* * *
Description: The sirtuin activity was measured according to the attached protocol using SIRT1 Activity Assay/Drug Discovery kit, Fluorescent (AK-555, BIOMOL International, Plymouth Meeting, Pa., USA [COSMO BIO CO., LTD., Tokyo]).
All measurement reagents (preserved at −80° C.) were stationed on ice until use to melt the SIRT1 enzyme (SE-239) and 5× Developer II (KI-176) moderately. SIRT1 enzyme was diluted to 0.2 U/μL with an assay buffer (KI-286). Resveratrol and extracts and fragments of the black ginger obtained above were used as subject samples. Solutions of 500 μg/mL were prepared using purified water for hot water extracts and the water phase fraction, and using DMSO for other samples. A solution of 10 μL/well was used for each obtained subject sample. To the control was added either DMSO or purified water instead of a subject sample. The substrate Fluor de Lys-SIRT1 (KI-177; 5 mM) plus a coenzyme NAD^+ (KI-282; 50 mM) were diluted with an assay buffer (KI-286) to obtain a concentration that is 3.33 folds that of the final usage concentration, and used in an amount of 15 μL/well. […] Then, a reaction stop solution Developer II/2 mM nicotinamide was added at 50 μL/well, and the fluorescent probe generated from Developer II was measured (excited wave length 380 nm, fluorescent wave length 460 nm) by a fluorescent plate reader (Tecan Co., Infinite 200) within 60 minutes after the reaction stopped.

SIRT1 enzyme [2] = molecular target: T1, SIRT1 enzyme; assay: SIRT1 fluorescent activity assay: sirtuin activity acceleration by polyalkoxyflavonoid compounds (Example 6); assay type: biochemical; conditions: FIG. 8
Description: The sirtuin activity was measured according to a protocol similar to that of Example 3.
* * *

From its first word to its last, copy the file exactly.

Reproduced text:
Description: The sirtuin activity was measured according to the attached protocol using SIRT1 Activity Assay/Drug Discovery kit, Fluorescent (AK-555, BIOMOL International, Plymouth Meeting, Pa., USA [COSMO BIO CO., LTD., Tokyo]).
All measurement reagents (preserved at −80° C.) were stationed on ice until use to melt the SIRT1 enzyme (SE-239) and 5× Developer II (KI-176) moderately. SIRT1 enzyme was diluted to 0.2 U/μL with an assay buffer (KI-286). Resveratrol and extracts and fragments of the black ginger obtained above were used as subject samples. Solutions of 500 μg/mL were prepared using purified water for hot water extracts and the water phase fraction, and using DMSO for other samples. A solution of 10 μL/well was used for each obtained subject sample. To the control was added either DMSO or purified water instead of a subject sample. The substrate Fluor de Lys-SIRT1 (KI-177; 5 mM) plus a coenzyme NAD^+ (KI-282; 50 mM) were diluted with an assay buffer (KI-286) to obtain a concentration that is 3.33 folds that of the final usage concentration, and used in an amount of 15 μL/well. […] Then, a reaction stop solution Developer II/2 mM nicotinamide was added at 50 μL/well, and the fluorescent probe generated from Developer II was measured (excited wave length 380 nm, fluorescent wave length 460 nm) by a fluorescent plate reader (Tecan Co., Infinite 200) within 60 minutes after the reaction stopped.

SIRT1 enzyme [2] = molecular target: T1, SIRT1 enzyme; assay: SIRT1 fluorescent activity assay: sirtuin activity acceleration by polyalkoxyflavonoid compounds (Example 6); assay type: biochemical; conditions: FIG. 8
Description: The sirtuin activity was measured according to a protocol similar to that of Example 3.